“Herein lies the heart and soul of the nations.
Their right to be free men,
Their desire to live in peace,
Their courage to seek out truth,
Herein lies the Sword of Shannara.”
― Terry Brooks, The Sword of Shannara

I first read “The Sword of Shannara” back in the 70’s. A true ‘Sword and Sorcery’ tale, complete with dragons and monsters, gnomes, elves, and all the rest, The Sword was high fantasy at its best. Flick and Shea Ohmsford, country boys, out to save the world. Then, of course, life happened, and though I read many of Terry Brook’s books, and listened to many more, the Shannara cycle fell to the back of my mind.

Recently, I came across The Shannara Chronicles, a 2016 television adaptation of the Shannara series, and gave it a try. With Austin Butler as Will Ohmsford, (and of course, you can’ have fantasy on television without John Rhys-Davies) the storyline is:

An Elvish tree, known as the Ellcrys, is dying. The bad news is that the tree has been the only piece of magic that protects the Four Lands from the Demon World. Amberle Elessedil is the only one who can save the tree. But she has to unlock magic that the Elves haven’t used in thousands of years. With the help of Wil Ohmsford, she travels to find the lost magic. But it won’t be an easy task. – Written by Chris Green

OK, the show was really bad. Dumbed down to reach the Twilight crowd, this group of hormonal teenagers really wasn’t pleasant to watch. True Shannara fans must have been throwing things at their television screens . . . I made it through the first one and then knocked it off my Netflix “watch” list. However, the show lead to me restarting the Shannara series itself. Though I have the paperbacks, (The top photo is of my edition, an oldie!) there was an audio copy at my local library, narrated by the incredible Scott Brick, so I picked it up to listen. What I found, after so many years, was a disappointment. Yes, the story is everything a Lord of the Rings (the photo at right is of a first edition set) fan could ask for. But that is exactly why I was disappointed. I simply couldn’t get over the parallels. It felt very much like ‘same song, different verse’.

“Long ago, the wars of the ancient Evil ruined the world. In peaceful Shady Vale, half-elfin Shea Ohmsford knows little of such troubles. But the supposedly dead Warlock Lord is plotting to destroy everything in his wake. The sole weapon against this Power of Darkness is the Sword of Shannara, which can be used only by a true heir of Shannara. On Shea, last of the bloodline, rests the hope of all the races.” – Smile.Amazon.com blurb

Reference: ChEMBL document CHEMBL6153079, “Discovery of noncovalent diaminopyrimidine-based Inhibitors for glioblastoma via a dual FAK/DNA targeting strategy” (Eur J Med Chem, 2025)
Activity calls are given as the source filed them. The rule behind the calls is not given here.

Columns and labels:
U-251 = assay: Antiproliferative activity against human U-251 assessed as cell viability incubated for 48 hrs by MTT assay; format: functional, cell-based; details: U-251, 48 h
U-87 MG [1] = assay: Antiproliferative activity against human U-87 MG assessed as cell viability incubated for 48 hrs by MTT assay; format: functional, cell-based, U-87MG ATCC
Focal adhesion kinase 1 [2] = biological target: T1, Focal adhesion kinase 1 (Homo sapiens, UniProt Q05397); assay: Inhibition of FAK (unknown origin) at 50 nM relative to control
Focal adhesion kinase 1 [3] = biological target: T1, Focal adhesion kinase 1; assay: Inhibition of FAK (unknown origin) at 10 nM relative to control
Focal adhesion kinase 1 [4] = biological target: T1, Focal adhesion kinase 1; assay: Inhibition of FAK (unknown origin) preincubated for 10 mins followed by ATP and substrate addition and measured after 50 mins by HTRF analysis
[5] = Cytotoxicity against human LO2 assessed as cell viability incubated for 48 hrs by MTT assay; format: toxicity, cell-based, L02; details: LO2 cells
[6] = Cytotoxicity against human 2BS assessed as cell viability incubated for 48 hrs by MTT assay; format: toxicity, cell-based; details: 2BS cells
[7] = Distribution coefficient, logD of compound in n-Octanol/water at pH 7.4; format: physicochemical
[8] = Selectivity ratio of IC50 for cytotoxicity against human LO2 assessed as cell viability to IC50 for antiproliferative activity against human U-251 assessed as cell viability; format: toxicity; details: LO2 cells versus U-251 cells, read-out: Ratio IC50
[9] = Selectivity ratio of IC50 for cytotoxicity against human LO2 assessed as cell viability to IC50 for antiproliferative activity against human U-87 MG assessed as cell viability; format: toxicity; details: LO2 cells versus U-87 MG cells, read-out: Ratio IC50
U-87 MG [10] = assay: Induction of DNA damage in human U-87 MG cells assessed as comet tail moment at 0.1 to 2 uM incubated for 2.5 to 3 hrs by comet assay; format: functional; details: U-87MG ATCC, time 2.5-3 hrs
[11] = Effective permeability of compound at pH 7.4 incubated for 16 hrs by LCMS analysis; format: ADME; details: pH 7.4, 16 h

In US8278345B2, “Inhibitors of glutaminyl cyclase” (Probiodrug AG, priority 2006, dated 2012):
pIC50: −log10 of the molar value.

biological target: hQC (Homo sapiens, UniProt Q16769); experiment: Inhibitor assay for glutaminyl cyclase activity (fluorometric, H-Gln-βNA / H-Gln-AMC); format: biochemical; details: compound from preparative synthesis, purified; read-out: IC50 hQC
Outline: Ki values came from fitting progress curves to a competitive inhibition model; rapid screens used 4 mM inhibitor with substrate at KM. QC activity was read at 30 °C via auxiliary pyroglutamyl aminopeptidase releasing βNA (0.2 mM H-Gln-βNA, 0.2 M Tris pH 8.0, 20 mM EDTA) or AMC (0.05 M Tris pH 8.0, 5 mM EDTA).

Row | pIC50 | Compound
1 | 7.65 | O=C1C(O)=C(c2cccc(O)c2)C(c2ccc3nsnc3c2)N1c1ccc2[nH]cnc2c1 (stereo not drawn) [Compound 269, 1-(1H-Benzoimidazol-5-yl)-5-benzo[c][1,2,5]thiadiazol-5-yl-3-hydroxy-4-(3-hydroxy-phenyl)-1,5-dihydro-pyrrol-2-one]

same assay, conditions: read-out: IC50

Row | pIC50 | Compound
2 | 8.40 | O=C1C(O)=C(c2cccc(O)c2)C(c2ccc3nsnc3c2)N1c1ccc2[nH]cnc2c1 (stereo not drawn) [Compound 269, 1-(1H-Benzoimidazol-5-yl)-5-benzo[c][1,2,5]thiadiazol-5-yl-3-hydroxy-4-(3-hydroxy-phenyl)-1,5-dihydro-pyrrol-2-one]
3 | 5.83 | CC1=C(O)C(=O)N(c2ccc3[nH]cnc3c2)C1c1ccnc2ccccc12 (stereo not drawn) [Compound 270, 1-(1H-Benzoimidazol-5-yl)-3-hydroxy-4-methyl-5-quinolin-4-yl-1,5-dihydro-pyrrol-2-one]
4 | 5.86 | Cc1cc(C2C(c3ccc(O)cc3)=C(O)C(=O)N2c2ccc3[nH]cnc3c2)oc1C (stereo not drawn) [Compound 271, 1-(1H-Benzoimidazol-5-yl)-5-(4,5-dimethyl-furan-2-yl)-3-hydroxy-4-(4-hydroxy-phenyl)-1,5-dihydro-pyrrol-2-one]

Then, I sat back and laughed at myself. Snotty much? I first read LoTR many, many years ago, when I was still in elementary school, and it set my expectations for books for many years to follow. And while the overarching storyline is indeed very similar, what did I expect? This is sword and sorcery at its finest – a genre I have loved all my life. And as amazing as that Oxford Don proved to be, he single-handedly developed a genre that was the focus for all that were to come. And Mr. Brooks is, in my opinion, the greatest of those followed in the footsteps of the Giant of the genre, the father of them all.

7347Stricken ill after the Battle of the Somme in 1916, Tolkien first began writing The Book of Lost Tales to pass the time as he recovered. By 1925 he was Professor of Anglo-Saxon at Oxford University, and the literary world would never be the same. Brooks’ story is much different. Growing up in the rural midwestern town of Sterling, Illinois, he gained a BA in English Literature, but like many of his generation, that Lit degree didn’t go far, and he moved on to gain a J.D. from Washington and Lee University, practicing law for many years before beginning 7346his writing career in earnest. As the Shannara Wikia puts it:

“One day, in his early college life, he was given a copy of The Lord of the Rings by J.R.R. Tolkien, which inspired him to write in one genre.”

And his writing really is inspired. Though drawing heavily from the tales of his beloved predecessor, Brooks developed a story beloved by millions, just as Tolkien did before him.Magic Kingdom For Sale.jpg

If you are a lover of all that is sword and sorcery, this series, and the other works of Brooks (I am partial to the Magic Kingdom of Landover series. Bumbling wizards, evil dragons, talking dogs and all. . .) are all wonderful. If you haven’t picked up any of his books, and I can’t imagine you haven’t if you are a reader of fantasy at all, you should. And if, like me, you haven’t visited this marvelous world in years, then you should. Enjoy!


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